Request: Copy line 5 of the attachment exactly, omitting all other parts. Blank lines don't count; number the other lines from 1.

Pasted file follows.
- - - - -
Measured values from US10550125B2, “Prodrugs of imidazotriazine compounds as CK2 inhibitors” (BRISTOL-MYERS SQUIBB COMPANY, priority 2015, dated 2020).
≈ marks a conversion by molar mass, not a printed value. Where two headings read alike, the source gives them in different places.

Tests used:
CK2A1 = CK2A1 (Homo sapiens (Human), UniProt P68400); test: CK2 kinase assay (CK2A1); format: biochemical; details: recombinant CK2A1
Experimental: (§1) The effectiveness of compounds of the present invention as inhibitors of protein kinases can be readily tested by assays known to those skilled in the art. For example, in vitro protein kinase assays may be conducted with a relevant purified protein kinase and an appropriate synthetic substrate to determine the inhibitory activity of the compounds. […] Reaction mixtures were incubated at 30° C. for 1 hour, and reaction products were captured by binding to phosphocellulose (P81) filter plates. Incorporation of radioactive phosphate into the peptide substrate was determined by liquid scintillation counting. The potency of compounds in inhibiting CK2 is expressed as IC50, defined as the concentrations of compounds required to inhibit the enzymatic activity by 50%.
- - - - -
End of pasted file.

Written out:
Experimental: (§1) The effectiveness of compounds of the present invention as inhibitors of protein kinases can be readily tested by assays known to those skilled in the art. For example, in vitro protein kinase assays may be conducted with a relevant purified protein kinase and an appropriate synthetic substrate to determine the inhibitory activity of the compounds. […] Reaction mixtures were incubated at 30° C. for 1 hour, and reaction products were captured by binding to phosphocellulose (P81) filter plates. Incorporation of radioactive phosphate into the peptide substrate was determined by liquid scintillation counting. The potency of compounds in inhibiting CK2 is expressed as IC50, defined as the concentrations of compounds required to inhibit the enzymatic activity by 50%.